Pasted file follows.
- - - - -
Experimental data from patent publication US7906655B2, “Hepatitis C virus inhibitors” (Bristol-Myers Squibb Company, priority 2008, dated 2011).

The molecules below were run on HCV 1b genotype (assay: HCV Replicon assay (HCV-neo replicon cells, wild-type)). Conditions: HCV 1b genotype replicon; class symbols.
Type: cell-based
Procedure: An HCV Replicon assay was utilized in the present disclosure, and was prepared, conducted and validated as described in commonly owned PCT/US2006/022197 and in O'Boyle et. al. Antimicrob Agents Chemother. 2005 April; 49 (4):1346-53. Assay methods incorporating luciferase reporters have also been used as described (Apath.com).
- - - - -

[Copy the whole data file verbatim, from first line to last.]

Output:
Experimental data from patent publication US7906655B2, “Hepatitis C virus inhibitors” (Bristol-Myers Squibb Company, priority 2008, dated 2011).

The molecules below were run on HCV 1b genotype (assay: HCV Replicon assay (HCV-neo replicon cells, wild-type)). Conditions: HCV 1b genotype replicon; class symbols.
Type: cell-based
Procedure: An HCV Replicon assay was utilized in the present disclosure, and was prepared, conducted and validated as described in commonly owned PCT/US2006/022197 and in O'Boyle et. al. Antimicrob Agents Chemother. 2005 April; 49 (4):1346-53. Assay methods incorporating luciferase reporters have also been used as described (Apath.com).